The Red Shoes

Quirky, classic Matthew Bourne

Written by:
Karen Weinstein
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I have never felt that ballet was a very successful medium for telling a story. To convey emotion? It works. For the set up of a situation? Sure. But details that push the story forward become exaggerated pantomime. Therefore, I have not been an enthusiastic audience for most full length, classical ballets. I go for the dance. I ignore the story. There, I’ve put it on the table as I feel I must be honest about where I am coming from.

Fortunately, my husband and I thought to screen the original 1948, brilliantly Technicolor film a few days before opening night. It certainly facilitated following the potentially bewildering story on the Ahmanson stage. Matthew Bourne’s “Red Shoes” is a full length, mostly classical, ballet in the strictest sense. During the 1950’s I must have seen the movie half a dozen times. It was at a time in my life when I practically slept with my pointe shoes on and had red ceramic toe shoes hanging on my wall. Had you asked me before we watched the film, ‘what do you remember?’ I would have said little but her passion for dance and love, and her tragic end. Especially the tragic end, her dramatic sacrifice to both. It made perfect sense to an adolescent, pre-feminist, dance-crazed kid. I tell you this because, if you share my feelings about full length classical ballet, I would hope that you too would screen the film before venturing forth.

But it is no longer the ‘50’s, and choreographer Matthew Bourne creates freely for a post-feminist, LBGT friendly world. There is something creaky about the story of a dance crazed girl, Victoria Page (Ashley Shaw), pushed by her aunt, Lady Neston (Daisy May Kemp) under the eyes of the demanding, coldly calculating, ballet impresario, Boris Lermontov (Sam Archer). To make a long story short. Victoria makes the grade, Lermontov has never heard of positive feedback or praise, but clearly appreciates her by giving her ever larger roles. She falls in love with Julian Craster (Dominic North), the composer and pianist who accompanies the troupe. Lermontov who has sublimated any sexual feelings into sadomasochistic balletic tyranny cannot abide sharing her attention with a lover. Lermontov reminded me of my teacher Carmelita Maracci who only touched her young students with a cane, leaving more physical contact to her warm and helpful assistant, Peggy. Dance-crazed youngsters put up with this kind of nonsense.

Ultimately Lermontov pushes Craster out of the company. The young composer gets his big chance in London. Victoria is torn between career and love. She leaves the company (remember the movie was released in 1948, the war was over and women were being pushed back into the home). While still in the company she is presented with a pair of red shoes. They have a curse. When a dancer puts them on she becomes possessed and cannot stop dancing unless they are ripped from her exhausted feet. Victoria has brought the shoes with her to London. One night, when Craster jumps out of bed and runs from her to the piano, she gets out of bed and pulls out the red shoes. Simply having them on her feet for a brief time she convinces herself she must return to the ballet company. Lermontov is hardly warm and welcoming, but Victoria dances again. Craster returns to Monte Carlo to claim his love. She is torn between the two and throws herself in front of the train on which Craster is arriving to claim her. No room for a two career marriage in this scenario.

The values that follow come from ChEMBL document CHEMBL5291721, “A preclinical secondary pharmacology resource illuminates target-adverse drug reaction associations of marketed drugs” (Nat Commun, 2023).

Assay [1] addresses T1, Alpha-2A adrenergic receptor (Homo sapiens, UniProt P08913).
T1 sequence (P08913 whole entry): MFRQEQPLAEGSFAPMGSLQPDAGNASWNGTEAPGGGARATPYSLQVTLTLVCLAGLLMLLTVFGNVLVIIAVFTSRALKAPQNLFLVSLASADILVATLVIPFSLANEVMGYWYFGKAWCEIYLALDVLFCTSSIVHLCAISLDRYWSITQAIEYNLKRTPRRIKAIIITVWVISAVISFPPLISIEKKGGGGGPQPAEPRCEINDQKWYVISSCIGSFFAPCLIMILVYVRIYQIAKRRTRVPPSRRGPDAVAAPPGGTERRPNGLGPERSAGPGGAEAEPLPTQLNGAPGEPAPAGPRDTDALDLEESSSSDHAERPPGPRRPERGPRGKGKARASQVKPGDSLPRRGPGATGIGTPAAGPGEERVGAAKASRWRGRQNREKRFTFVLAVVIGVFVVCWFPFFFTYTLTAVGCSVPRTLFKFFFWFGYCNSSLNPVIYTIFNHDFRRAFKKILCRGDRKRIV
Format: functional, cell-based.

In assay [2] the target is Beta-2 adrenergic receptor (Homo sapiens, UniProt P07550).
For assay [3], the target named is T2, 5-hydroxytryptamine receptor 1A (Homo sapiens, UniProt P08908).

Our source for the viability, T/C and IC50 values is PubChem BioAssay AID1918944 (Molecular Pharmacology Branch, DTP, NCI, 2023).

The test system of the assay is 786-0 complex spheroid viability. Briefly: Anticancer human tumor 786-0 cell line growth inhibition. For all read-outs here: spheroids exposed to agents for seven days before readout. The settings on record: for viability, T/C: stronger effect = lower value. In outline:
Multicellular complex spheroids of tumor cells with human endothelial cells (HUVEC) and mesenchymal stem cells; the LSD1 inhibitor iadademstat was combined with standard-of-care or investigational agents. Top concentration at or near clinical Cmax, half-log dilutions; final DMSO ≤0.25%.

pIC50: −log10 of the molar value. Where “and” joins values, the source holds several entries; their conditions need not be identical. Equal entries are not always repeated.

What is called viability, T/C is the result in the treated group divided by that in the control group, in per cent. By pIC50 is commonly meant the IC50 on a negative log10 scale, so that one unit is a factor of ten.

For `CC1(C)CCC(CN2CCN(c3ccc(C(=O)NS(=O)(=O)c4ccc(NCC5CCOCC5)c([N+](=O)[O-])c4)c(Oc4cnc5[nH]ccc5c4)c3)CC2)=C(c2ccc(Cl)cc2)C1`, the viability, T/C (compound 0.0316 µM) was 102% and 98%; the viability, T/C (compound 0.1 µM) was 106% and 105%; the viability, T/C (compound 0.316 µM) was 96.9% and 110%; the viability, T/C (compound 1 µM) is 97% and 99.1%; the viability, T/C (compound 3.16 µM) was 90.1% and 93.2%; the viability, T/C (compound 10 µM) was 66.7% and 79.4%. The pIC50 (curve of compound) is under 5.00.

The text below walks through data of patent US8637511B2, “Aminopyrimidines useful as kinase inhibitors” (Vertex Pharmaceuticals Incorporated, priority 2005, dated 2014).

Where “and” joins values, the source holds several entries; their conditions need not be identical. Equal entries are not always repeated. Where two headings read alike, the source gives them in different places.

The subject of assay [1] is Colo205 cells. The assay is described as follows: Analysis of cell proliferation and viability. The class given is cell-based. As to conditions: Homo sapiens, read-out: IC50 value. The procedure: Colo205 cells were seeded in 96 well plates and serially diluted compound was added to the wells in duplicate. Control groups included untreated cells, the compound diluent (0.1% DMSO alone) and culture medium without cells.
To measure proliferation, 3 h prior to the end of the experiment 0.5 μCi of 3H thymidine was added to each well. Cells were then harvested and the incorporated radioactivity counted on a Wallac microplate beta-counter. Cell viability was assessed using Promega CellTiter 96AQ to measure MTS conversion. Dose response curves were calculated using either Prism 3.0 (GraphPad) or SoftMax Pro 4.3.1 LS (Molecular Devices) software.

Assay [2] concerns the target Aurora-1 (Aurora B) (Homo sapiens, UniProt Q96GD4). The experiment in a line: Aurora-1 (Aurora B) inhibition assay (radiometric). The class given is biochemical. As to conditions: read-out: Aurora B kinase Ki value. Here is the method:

That dear friends, is the Readers’ Digest version of the story behind Bourne’s new full length ballet and should stand as an exposition of why ballet is not the ideal way to tell a story. Under the umbrella of this very creaky story there are about two hours of dance varying from the very classical to quirky, classic Matt Bourne.

If you have read this far it should come as no surprise that a high point for me is the “Ballon de Plage” piece, charming, precise, visually appealing; its only function is to portray the charms of the Riviera with Bournes’ inimitable wit and precision. It is one of the refreshing contrasts to the strictly classical style of the opening of Act I. Bourne amply demonstrates his comfort with classical technique, but the parts that glow are the parts where the quirky Bourne shines through

Bourne did not use the original score from the movie. Instead the score for this production is composed of a compilation of Bernard Hermann’s film scores from the ‘60’s and before. The recorded music is presented at a frenetic pace, which probably accounts for the revolving cast. It is impossible to imagine dancing the entire ballet two nights in a row, let alone a matinee and an evening performance on the same day. This is an amazing troupe, however the pace becomes a distraction and an end in itself, demonstrating the unquestioned technique of the dancers but often undermining expression. Most of the dance is en pointe. Without exception, execution is as close to flawless as one will see out of animation. Ashley Shaw and Dominic North, who danced Victoria Page and Julian Craster on opening night, are both very expressive dancers. The sets cleverly function to portray a ballet within a ballet and other locations.

In the end it is a matter of taste. “The Red Shoes” is a story ballet in the classic sense, with glimmers of a more modern sensibility. Despite my lukewarm feelings about story ballets, watching such skilled dancers was entirely enjoyable. My personal preference is for the more modern presentation, of which Matthew Bourne is a master.

Karen Weinstein

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